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Base ‘W’ Detaille Island Reunion

The UK Antarctic Heritage Trust (which now has an office within BAS) held a Base ‘W’ Detaille Island reunion on Thursday 3 October in the conference room.

Detaille Island was open between 1956 and 1959 for only three winters. It was established as a British science base primarily for survey, geology and meteorology and to contribute to the IGY in 1957. It closed in March 1959 when solid sea ice prevented relief by ship. The men secured the buildings for winter and sledged over 25 miles across the sea ice in order to reach the ship, taking with them only the minimum of their belongings and scientific records. In 2009 it was listed as a historic site, reflecting its significance as a relatively unaltered base from the late 1950s, and through a special arrangement the Trust looks after the base for BAS.

Of the 24 winterers, almost half of those still living were able to come. Six of the seven brought their wives and there were other guests who had and continue to have a specific interest in Detaille.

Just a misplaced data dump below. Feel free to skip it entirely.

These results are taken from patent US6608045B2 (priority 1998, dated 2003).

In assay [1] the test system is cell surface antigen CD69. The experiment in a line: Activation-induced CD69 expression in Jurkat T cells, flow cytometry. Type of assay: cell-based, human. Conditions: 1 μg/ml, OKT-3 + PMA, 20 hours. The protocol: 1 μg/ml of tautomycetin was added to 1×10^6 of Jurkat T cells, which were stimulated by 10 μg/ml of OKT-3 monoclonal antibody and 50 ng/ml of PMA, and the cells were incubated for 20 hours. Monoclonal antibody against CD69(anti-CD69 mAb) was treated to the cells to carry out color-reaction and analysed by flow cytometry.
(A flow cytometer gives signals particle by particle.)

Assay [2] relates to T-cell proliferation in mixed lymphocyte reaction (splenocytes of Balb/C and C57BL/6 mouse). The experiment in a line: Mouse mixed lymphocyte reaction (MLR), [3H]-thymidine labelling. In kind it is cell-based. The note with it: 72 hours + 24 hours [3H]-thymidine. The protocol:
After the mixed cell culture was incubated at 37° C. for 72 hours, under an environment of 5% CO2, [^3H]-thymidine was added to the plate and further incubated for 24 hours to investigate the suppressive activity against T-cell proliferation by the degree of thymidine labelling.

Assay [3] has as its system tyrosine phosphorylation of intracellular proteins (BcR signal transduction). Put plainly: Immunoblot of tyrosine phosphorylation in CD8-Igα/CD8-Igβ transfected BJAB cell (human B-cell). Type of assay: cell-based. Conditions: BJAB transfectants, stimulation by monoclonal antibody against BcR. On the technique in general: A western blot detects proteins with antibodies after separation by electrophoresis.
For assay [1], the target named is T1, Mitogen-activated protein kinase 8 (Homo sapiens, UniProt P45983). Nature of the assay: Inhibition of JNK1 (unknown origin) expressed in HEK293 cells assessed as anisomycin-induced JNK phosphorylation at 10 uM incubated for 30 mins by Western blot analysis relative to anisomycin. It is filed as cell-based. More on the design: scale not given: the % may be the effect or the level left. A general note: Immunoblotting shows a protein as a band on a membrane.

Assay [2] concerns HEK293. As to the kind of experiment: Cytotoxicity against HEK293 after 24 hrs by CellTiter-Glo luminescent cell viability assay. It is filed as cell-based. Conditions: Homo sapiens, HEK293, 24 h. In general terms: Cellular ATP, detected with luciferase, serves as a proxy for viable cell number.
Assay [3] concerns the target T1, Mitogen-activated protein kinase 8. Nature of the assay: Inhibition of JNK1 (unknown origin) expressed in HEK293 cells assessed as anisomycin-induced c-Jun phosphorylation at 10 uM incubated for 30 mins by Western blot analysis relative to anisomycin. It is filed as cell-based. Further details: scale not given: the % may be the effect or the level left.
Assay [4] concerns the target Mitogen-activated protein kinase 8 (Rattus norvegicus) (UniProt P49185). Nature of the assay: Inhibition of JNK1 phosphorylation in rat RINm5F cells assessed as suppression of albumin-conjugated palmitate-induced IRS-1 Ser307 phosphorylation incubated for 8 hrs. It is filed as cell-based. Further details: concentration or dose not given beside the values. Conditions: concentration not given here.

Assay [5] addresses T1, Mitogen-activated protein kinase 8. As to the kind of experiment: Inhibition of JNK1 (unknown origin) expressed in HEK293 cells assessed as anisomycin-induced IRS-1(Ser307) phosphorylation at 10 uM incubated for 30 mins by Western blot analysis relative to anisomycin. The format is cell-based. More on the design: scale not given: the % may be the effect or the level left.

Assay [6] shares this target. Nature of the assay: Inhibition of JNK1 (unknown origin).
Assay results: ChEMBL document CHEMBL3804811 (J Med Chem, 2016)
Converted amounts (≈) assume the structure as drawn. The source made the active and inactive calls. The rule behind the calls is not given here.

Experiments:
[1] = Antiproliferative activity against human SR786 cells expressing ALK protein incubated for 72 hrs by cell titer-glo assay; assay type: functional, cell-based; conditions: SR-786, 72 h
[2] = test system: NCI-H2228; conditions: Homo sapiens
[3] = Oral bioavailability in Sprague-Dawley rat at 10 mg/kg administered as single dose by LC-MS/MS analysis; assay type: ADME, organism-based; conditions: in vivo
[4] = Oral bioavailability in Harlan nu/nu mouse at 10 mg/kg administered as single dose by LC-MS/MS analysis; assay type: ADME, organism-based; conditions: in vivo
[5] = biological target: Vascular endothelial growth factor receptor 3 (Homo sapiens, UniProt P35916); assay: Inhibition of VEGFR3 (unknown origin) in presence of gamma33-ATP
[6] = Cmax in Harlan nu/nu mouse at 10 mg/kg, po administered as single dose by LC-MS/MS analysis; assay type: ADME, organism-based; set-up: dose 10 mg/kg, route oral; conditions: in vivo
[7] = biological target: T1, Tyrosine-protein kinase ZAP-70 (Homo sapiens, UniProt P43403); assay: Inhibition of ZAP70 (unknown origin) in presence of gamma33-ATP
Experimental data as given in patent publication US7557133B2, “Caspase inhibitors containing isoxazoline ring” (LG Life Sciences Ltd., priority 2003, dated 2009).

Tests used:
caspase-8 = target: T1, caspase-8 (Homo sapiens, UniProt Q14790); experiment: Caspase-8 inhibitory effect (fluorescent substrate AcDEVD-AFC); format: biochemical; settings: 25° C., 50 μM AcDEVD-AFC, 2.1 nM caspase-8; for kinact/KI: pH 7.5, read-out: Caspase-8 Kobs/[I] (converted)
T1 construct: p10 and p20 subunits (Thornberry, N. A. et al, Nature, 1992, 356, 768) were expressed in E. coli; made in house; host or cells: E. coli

Rachel Morgan (Director of the Trust) opened the reunion. Adrian Fox provided a fascinating talk in the MAGIC office – which for one guest was extremely interesting. John Rothera (after whom Rothera research station was named) saw an aerial map of Rothera as it is now – the landscape not quite resembling the land from when John surveyed the area in 1957.John Rothera 2013 web pic

And Jo Rae from archives put on a special display of Detaille material including Hedley Wright’s geological field note book. Having not seen it for over fifty years, he said it was a while before he recognised that it was his own writing.

Anna Malaos gave a talk to the group on the recent restoration works that she, Tudor Morgan, Michael Powell, Liesl Schernthanner and Dave Burkitt had carried out for the Trust over a couple of seasons. The winterers remembered how they had left the station, but seeing photos of the condition that Anna and the team found it in was still shocking, but they were delighted that the long-johns had survived and were still proudly displayed hanging over the stove!

A full article on the reunion will be published in the UKAHT’s Antarctic Times April 2014 edition and work is currently underway for a booklet to be published by UKAHT about Base W.    

 

John Rothera